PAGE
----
This afternoon I arrived at the Archaeological Museum in Zagreb, Croatia, tired (no-one likes waking up at 4am) and hungry but full of anticipation. As my second visit to this beautiful city, the aim of this trip is pure and simple; data, data and yes, you guessed it, more data.
The Archaeological Museum here in Zagreb houses an assortment of different archaeological material, from prehistoric to post-medieval. The group of artefacts that I am here to analyse are Bronze Age funerary urns from the necropolis site of Surčin, situated in modern day Serbia. These mortuary vessels of Belegiš type date from Middle to Late Bronze Age and are quite distinctive in shape and decoration.
I began analysing the Surčin assemblage in May, the whole time thinking in terms of craftspeople, specialisation and how the concept of creativity fitted into this. What became apparent throughout the preliminary analysis was that these urns symbolised much more than craft and technology. They symbolised a way of life for the people who lived and died during the Bronze Age. Each urn was different and yet similar. In essence, each urn had a unique personality. So what does this tell us about Bronze Age attitudes to ethnicity, identity and personhood in this part of the world?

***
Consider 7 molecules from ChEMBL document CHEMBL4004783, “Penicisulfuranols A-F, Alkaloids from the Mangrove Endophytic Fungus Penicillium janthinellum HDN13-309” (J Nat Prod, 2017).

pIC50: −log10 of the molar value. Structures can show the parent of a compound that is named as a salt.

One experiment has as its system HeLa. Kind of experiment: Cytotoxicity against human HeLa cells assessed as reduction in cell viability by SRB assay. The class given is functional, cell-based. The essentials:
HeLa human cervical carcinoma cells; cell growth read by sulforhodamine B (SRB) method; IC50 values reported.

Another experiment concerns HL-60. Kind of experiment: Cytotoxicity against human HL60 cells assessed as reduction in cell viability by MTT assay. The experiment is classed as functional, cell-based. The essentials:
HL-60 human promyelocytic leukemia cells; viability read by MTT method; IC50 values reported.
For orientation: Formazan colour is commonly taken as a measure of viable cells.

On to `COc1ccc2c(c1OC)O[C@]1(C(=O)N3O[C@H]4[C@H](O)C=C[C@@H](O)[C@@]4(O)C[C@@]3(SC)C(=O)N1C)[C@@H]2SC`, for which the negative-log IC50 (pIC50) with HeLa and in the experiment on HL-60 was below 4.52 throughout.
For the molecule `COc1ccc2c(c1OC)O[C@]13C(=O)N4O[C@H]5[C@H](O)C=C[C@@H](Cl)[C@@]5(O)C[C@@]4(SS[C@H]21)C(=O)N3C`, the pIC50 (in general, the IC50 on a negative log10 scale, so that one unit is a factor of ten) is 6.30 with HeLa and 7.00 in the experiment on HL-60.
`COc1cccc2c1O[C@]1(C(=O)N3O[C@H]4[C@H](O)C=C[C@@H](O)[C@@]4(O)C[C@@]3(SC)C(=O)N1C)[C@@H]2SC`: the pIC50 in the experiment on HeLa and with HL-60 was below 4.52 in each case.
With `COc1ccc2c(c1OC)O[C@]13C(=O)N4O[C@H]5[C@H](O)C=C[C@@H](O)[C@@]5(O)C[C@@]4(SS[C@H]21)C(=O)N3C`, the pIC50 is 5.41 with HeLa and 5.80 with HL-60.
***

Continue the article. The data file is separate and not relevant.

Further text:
During the next week here in Zagreb, I will attempt to finish analysis on the Surčin assemblage, and will carefully document each of the remaining vessels in accordance to my methodology. What is so great about the assemblage held in this museum is that looking at these funerary vessels side by side really fires up the archaeological imagination. This allows for dynamic, thought provoking and above all, captivating interpretations….Watch this space!